Sunday, July 18, 1999


Traffic ticket leads to mess of a case

The Cincinnati Enquirer

        Christopher DePiero thought his Dec. 4, 1994, parking ticket in Macedonia, Ohio, was a joke, his lawyer says, “so he pitches it in the back seat and forgets it.”

        After all, it didn't say how to pay or appeal.

        A few weeks later, Mr. DePiero was picked up for a traffic offense in nearby Boston and learned there was a Macedonia Mayor's Court warrant for his arrest.

        Macedonia officers fetched him but refused to drive him back after he posted $250 bond.

        “So he walks 8 miles back to his car in a rainstorm,” said his attorney, Augustin F. O'Neil.

        When Mr. DePiero finally appeared in Mayor's Court, Mayor Joseph Migliorini fined him $50 for illegal parking and $100 for criminal contempt.

        Mr. DePiero successfully appealed both charges to Cuyahoga Falls Municipal Court and sued the mayor and Macedonia, saying the warrant and convictions violated his right to due process.

        U.S. District Judge Patricia A. Gaughan in Cleveland disagreed, and Mr. DePiero appealed to the 6th Circuit. There, Judges Cornelia G. Kennedy, Gilbert S. Merritt and Jerome Farris gave Mr. DePiero and his attorney much of what they sought.

        Mayors' courts have created constitutional problems for years, either because mayors get a share of the fines or costs, or because their involvement with police raises questions about the ability to judge fairly.

        In Macedonia, it was power, not personal profit, that became pivotal in the 6th Circuit analysis.

        The court said Mr. Migliorini's power to appoint police and responsibility for city fiscal health put him in “two practically and seriously inconsistent positions.”

        For that reason, he never should have sat as a judge in mayor's court.

        Mr. DePiero did not have to prove the mayor used police and his court to fatten city coffers. Rather, the U.S. Supreme Court has said the “mere possibility” of an unconstitutional overlap of police and judicial powers is enough.

        Given those facts, the 6th Circuit said, Mr. DePiero was deprived of his right to due process “when Mayor Migliorini tried his contested traffic and criminal contempt charges.”

        For that reason, the 6th Circuit reversed Judge Gaughan's refusal to grant summary judgment to Mr. DePiero, giving him, in effect, the acquittal he sought.

        That same unacceptable tension between police and judicial powers also meant Mayor Migliorini couldn't be the “neutral and detached” judge required for an arrest warrant.

        That, too, violated Mr. DePiero's right to due process.

        Both of those claims can go to trial against the city of Macedonia, the court said.

        However, Mayor Migliorini may not be sued. His mistaken decisions — to issue the warrant and preside over the trial — were within his judicial capacity, and he is immune from liability.

Illegal-search suit allowed
        Richmond, Ky., police officers violated Ali Shamaeizadeh's rights when they searched his two-family building twice without a warrant. In 1996, the 6th Circuit threw out the evidence, saying those searches violated the 4th Amendment. Prosecutors dropped drug charges, and Mr. Shamaeizadeh sued the city and officers for damages.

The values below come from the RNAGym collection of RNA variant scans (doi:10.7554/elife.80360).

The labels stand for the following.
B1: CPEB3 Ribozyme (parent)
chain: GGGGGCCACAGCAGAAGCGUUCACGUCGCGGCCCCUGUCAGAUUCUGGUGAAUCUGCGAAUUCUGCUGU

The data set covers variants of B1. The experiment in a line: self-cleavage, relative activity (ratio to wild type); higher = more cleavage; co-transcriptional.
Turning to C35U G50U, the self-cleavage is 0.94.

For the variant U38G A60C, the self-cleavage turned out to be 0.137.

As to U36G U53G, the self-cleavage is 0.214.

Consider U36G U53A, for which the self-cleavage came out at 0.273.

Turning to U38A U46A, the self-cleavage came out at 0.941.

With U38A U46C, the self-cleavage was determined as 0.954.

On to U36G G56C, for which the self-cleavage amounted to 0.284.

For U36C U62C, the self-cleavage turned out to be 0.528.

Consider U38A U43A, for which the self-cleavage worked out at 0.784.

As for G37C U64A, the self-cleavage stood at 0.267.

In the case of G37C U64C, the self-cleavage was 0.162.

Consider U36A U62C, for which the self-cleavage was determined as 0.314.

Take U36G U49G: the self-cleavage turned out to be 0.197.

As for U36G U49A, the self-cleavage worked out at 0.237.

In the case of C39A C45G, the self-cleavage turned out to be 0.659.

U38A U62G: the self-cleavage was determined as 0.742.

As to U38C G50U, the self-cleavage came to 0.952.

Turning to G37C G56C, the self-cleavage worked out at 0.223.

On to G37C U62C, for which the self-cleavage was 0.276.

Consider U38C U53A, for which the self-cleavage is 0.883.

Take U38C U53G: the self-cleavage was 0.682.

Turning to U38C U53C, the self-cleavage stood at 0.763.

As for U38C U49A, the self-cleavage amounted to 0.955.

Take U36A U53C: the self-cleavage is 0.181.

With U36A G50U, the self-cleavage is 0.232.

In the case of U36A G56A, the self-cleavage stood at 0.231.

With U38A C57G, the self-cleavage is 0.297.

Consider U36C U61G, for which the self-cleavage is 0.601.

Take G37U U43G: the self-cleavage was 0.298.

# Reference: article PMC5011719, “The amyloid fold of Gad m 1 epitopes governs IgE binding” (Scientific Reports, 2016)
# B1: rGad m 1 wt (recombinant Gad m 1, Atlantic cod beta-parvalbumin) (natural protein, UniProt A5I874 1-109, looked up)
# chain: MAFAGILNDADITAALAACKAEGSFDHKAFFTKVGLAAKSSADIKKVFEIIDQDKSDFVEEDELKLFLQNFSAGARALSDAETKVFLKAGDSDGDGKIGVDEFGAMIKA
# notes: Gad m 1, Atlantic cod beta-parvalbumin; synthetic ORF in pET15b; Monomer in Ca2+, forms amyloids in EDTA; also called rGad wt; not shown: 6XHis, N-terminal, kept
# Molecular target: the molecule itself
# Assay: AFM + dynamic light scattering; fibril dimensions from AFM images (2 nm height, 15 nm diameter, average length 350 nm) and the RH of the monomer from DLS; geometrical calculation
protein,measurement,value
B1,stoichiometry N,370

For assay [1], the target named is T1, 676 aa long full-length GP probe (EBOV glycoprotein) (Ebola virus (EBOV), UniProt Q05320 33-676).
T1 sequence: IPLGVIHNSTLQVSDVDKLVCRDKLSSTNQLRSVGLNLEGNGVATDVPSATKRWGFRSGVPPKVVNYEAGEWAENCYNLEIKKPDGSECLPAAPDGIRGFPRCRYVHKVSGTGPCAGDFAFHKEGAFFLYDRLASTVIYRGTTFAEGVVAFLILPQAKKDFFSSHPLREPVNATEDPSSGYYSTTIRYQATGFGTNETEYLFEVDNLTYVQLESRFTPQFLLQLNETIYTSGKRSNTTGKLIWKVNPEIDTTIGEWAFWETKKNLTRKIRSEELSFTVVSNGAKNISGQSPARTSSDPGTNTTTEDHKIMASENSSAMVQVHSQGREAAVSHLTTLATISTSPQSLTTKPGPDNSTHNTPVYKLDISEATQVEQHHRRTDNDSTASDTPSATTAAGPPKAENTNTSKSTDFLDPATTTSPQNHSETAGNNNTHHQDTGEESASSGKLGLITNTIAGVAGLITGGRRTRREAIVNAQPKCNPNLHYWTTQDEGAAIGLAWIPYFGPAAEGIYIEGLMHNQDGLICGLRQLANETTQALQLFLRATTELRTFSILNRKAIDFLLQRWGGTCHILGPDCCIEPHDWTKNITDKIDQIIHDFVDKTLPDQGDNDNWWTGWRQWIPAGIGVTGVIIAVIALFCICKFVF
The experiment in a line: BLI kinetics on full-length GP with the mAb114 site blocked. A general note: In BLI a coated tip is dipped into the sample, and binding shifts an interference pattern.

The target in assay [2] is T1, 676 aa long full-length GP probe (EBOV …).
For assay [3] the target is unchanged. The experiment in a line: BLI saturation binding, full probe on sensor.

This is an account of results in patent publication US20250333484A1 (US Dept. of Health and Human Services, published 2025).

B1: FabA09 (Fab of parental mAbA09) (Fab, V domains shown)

However, U.S. District Judge Karl S. Forester dismissed the complaint. He said Kentucky's one-year statute of limitations for such personal-injury actions began the day of the search, March 14, 1994, more than three years earlier.

        Mr. Shamaeizadeh appealed and won.

        Judges Nathaniel R. Jones, LeRoy J. Contie Jr. and Karen Nelson Moore reversed Judge Forester's decision, saying “the resolution of this issue is more complicated.”

        Drawing on precedents involving those accused or convicted of felonies, Judge Moore said, in effect, that defendants could not file such personal-injury suits against local authorities before criminal proceedings and habe as corpus petitions ended.

        Moreover, it “would misdirect” defense efforts to require individuals to initiate such damage suits while defending themselves against criminal charges.

        “It is only appropriate that the statute of limitations not begin to run for criminal defendants seeking to file the same (civil rights) claims until the disposition of any pending criminal proceedings,” Judge Moore wrote.

        Those proceedings ended April 9, 1996, when charges were dropped. The suit was filed April 8, 1997.

        “Shamaeizadeh thus appears to have filed his ... action within Kentucky's one-year statute of limitations for personal-injury actions.”

Discrimination claim tossed
        Probationary Corrections Officer Carla Warfield was fired by the Lebanon Correctional Institution. She sued, saying LCI officials discriminated against her because she is a woman.

        U.S. District Judge Sandra S. Beckwith in Cincinnati granted pretrial summary judgment to LCI and supervisor Lt. Jacqueline Marshall.

        Ms. Warfield appealed, but Judges Robert Krupansky, Danny J. Boggs and Eric L. Clay said Ms. Warfield was so unqualified that it didn't matter how male officers on probation were treated.

        Judge Boggs said Ms. Warfield and attorney Teresa L. Cunningham did not “seriously dispute” LCI claims that Ms. Warfield had difficulty supervising inmates, did not respond properly to prison alerts, allowed too many inmates out of their cells, inappropriately engaged in conversation with inmates, did not keep proper order among inmates during mass movements, and gave inaccurate counts of prisoners.


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